By Hayley Major/UGA Today
Money is an important subject, but it’s also a complicated one, especially for young adults. Figuring out how to manage money and prepare for future finances can cause college students stress and anxiety, impacting their well-being and their ability to do well in school.
But a new study from the University of Georgia suggests that families who talk more about money can help their children weather these storms.
“Money is a taboo topic in society,” said Kenneth White, an assistant professor in financial planning, housing and consumer economics at the College of Family and Consumer Sciences. “But open dialogue and transparency can really help with the financial socialization of children. That’s the best way they can learn.”
White led the study with a team of researchers including Kimberly Watkins from the University of Alabama, Bertranna Muruthi from the University of Oregon, Megan McCoy from Kansas State University and Jamie Lynn Byram from Virginia Tech. The group examined data collected by the 2014 National Student Financial Wellness Survey, which included responses from more than 14,000 students at 52 colleges and universities across the country. Survey questions explored a range of topics including family dynamics, debt and socioeconomic stress.
The study found that across the board, students whose families talked openly about money—specifically investing—reported feeling less stress and higher optimism when it came to money management and their future finances.
“It’s apparent that students who had those conversations had better financial outcomes,” White said.
Financial stress refers to anxiety or worry about having enough money to pay bills, participate in activities with friends and peers, and meet basic needs and wants. And it can be debilitating, especially for college students facing student debt and applying for jobs after graduation.
“Students who are feeling financial stress tend to also have some shock to their academic achievement,” White said. “So alleviating that stress can help with their academic success. That’s why it’s so important that parents talk to their kids about money. Getting those messages at home is the most impactful.”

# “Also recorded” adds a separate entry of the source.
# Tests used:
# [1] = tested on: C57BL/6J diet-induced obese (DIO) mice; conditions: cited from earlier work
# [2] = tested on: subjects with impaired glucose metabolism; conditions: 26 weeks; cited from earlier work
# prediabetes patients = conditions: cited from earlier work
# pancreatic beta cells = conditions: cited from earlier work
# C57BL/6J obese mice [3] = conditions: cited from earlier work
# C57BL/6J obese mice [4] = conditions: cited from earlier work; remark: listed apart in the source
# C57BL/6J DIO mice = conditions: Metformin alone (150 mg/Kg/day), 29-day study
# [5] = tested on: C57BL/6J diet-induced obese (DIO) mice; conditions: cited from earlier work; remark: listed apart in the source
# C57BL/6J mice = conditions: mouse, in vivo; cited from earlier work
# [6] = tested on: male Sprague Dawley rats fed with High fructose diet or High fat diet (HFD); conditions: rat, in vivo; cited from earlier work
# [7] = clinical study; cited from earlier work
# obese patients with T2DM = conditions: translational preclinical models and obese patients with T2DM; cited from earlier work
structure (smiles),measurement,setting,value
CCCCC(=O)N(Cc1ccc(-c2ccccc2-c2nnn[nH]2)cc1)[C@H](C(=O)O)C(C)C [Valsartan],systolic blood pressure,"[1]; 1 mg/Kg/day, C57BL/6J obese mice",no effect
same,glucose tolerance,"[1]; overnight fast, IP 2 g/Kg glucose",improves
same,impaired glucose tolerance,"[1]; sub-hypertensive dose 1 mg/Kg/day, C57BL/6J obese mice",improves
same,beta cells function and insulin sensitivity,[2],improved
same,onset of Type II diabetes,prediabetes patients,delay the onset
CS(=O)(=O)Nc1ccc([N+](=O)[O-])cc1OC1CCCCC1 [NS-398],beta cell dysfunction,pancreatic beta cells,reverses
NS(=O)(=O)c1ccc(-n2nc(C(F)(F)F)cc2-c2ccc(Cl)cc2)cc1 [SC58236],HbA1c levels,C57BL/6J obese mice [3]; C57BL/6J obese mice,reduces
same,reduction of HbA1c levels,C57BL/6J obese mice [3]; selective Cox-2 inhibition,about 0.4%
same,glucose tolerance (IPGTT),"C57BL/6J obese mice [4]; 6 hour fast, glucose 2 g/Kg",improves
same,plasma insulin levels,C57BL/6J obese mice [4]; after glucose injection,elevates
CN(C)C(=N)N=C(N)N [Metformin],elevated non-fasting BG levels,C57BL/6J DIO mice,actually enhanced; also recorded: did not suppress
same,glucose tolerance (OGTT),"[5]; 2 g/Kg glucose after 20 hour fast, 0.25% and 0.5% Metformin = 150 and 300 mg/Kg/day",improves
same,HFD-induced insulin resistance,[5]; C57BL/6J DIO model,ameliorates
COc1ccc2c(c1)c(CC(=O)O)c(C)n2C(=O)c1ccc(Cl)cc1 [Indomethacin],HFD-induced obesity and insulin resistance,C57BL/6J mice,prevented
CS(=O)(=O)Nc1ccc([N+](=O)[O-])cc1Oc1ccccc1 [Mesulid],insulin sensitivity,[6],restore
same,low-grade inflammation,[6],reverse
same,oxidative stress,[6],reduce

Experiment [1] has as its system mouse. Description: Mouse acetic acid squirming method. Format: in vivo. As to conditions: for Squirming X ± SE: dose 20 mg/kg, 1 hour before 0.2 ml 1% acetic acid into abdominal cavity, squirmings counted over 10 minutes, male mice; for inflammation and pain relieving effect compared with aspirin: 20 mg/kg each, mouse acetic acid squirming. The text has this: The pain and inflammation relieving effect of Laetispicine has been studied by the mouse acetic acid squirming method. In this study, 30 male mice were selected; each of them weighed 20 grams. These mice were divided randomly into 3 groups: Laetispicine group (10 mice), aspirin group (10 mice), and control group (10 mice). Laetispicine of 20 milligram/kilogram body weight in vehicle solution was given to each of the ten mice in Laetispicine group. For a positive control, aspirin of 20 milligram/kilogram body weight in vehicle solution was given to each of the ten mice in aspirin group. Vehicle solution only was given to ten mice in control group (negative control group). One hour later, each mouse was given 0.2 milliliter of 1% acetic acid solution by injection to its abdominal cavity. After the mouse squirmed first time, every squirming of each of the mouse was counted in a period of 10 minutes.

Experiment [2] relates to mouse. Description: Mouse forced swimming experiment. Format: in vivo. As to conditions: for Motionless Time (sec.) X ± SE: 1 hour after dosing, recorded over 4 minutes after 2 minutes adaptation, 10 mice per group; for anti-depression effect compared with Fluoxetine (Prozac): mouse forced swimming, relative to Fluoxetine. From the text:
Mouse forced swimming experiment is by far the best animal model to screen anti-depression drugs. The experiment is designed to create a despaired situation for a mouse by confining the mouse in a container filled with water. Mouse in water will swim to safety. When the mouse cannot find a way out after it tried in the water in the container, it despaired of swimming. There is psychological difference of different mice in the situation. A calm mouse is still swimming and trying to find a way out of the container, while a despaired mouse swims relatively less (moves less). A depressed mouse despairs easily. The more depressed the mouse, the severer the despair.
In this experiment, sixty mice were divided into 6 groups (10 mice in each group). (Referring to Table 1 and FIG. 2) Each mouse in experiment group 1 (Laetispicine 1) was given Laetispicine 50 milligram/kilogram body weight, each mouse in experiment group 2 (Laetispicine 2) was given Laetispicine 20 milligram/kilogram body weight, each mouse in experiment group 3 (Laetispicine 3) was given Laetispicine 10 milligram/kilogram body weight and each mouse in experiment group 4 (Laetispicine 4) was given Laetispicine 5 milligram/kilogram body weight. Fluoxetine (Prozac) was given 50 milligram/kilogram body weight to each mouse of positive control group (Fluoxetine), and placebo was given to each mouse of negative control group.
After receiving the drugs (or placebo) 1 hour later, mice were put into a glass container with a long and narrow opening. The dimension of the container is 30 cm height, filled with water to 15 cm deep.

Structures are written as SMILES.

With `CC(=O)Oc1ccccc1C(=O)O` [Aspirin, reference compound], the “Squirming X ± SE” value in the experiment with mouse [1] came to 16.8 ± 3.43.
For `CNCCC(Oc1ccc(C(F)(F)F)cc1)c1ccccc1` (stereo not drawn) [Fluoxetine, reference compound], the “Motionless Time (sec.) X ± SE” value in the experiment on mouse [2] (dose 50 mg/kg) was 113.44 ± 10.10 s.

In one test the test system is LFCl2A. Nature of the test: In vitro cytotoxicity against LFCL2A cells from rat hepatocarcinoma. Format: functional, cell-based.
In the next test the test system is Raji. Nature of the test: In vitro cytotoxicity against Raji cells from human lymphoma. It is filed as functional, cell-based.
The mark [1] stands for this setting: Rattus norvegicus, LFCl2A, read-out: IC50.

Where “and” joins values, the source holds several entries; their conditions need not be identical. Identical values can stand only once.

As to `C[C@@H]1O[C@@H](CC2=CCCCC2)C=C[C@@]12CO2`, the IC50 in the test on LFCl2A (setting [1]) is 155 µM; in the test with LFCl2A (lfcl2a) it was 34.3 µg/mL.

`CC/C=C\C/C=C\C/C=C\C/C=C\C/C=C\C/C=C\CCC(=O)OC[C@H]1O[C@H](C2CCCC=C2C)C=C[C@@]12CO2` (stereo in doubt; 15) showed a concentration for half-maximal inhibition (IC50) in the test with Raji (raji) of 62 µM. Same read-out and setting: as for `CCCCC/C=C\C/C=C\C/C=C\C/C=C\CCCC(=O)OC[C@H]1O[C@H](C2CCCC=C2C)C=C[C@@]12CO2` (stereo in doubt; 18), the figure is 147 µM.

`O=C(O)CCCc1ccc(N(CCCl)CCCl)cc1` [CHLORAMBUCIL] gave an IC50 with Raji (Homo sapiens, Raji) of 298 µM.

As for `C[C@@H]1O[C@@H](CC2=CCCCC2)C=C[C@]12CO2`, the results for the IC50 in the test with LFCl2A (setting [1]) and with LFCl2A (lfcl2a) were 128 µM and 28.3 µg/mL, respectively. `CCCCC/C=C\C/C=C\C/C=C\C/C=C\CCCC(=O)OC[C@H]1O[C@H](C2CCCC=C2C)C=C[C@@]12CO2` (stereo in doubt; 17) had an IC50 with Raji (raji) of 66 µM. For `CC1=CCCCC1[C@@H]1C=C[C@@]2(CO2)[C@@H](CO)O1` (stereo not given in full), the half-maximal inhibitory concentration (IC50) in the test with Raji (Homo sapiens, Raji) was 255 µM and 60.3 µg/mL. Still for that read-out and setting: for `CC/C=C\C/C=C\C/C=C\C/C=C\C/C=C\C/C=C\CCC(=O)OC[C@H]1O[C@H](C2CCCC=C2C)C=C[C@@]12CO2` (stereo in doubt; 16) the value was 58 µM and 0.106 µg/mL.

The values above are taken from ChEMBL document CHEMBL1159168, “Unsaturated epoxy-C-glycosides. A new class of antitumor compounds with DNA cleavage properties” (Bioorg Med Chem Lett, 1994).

The study also revealed a link between race and the types of financial conversations students reported having with their parents. For example, African American students reported receiving significantly fewer messages about saving and banking, while Hispanic students received fewer messages about investing when compared with other racial/ethnic groups. For White, this finding provides key insight on how families and schools can approach conversations about money.
“It’s important to understand the different historical traumas and experiences racial and ethnic groups have with financial institutions, wealth disparities and employment opportunities in the United States. Some groups may not have the same options for investing and saving for the long term as others,” he said.
Financial coaches and advisors can be valuable resources for families looking to start these conversations and learn more about money management. Other organizations, such as the Council for Economic Education, also provide financial literacy tools and curriculum for students.
While conversations between parents and children are some of the most influential, White argues that schools and other organizations have an opportunity—even an obligation—to share informed messages about money.
“Schools can be a big influence, but in order to do that, they have to have more teachers and educators comfortable with financial literacy to promote those kinds of conversations.”
Many schools require or recommend students take a financial literacy course. But for White, standardization is key.
“Having an educational policy in place where students must take a stand-alone personal finance course in order to graduate from high school would go a long way in encouraging those financial conversations at home.”
The full study is available at https://link.springer.com/article/10.1007/s10834-020-09704-w